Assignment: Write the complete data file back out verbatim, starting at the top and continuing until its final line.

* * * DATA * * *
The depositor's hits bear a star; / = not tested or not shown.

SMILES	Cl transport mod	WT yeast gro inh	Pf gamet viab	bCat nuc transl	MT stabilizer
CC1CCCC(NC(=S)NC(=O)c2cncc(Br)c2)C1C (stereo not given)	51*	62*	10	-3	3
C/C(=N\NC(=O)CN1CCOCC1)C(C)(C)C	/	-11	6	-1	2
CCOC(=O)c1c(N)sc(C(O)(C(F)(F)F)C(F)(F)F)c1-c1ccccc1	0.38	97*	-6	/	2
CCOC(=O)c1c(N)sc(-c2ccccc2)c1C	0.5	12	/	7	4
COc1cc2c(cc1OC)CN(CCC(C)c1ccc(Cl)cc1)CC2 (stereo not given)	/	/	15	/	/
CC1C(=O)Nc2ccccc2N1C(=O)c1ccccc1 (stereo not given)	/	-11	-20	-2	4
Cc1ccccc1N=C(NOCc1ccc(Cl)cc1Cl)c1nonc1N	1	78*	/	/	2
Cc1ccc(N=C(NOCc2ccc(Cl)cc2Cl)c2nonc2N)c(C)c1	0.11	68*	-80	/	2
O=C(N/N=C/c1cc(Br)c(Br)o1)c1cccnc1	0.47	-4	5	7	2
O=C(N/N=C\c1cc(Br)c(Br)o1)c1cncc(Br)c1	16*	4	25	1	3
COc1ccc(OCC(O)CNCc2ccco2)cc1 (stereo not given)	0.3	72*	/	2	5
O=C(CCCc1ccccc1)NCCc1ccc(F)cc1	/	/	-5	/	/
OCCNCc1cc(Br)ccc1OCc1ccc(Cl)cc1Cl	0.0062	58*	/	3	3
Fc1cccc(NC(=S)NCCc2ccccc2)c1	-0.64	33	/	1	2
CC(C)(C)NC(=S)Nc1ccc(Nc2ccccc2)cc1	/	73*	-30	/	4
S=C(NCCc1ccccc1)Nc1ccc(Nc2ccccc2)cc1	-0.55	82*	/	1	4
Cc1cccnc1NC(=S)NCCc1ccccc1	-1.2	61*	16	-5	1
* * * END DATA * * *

The depositor's hits bear a star; / = not tested or not shown.

SMILES	Cl transport mod	WT yeast gro inh	Pf gamet viab	bCat nuc transl	MT stabilizer
CC1CCCC(NC(=S)NC(=O)c2cncc(Br)c2)C1C (stereo not given)	51*	62*	10	-3	3
C/C(=N\NC(=O)CN1CCOCC1)C(C)(C)C	/	-11	6	-1	2
CCOC(=O)c1c(N)sc(C(O)(C(F)(F)F)C(F)(F)F)c1-c1ccccc1	0.38	97*	-6	/	2
CCOC(=O)c1c(N)sc(-c2ccccc2)c1C	0.5	12	/	7	4
COc1cc2c(cc1OC)CN(CCC(C)c1ccc(Cl)cc1)CC2 (stereo not given)	/	/	15	/	/
CC1C(=O)Nc2ccccc2N1C(=O)c1ccccc1 (stereo not given)	/	-11	-20	-2	4
Cc1ccccc1N=C(NOCc1ccc(Cl)cc1Cl)c1nonc1N	1	78*	/	/	2
Cc1ccc(N=C(NOCc2ccc(Cl)cc2Cl)c2nonc2N)c(C)c1	0.11	68*	-80	/	2
O=C(N/N=C/c1cc(Br)c(Br)o1)c1cccnc1	0.47	-4	5	7	2
O=C(N/N=C\c1cc(Br)c(Br)o1)c1cncc(Br)c1	16*	4	25	1	3
COc1ccc(OCC(O)CNCc2ccco2)cc1 (stereo not given)	0.3	72*	/	2	5
O=C(CCCc1ccccc1)NCCc1ccc(F)cc1	/	/	-5	/	/
OCCNCc1cc(Br)ccc1OCc1ccc(Cl)cc1Cl	0.0062	58*	/	3	3
Fc1cccc(NC(=S)NCCc2ccccc2)c1	-0.64	33	/	1	2
CC(C)(C)NC(=S)Nc1ccc(Nc2ccccc2)cc1	/	73*	-30	/	4
S=C(NCCc1ccccc1)Nc1ccc(Nc2ccccc2)cc1	-0.55	82*	/	1	4
Cc1cccnc1NC(=S)NCCc1ccccc1	-1.2	61*	16	-5	1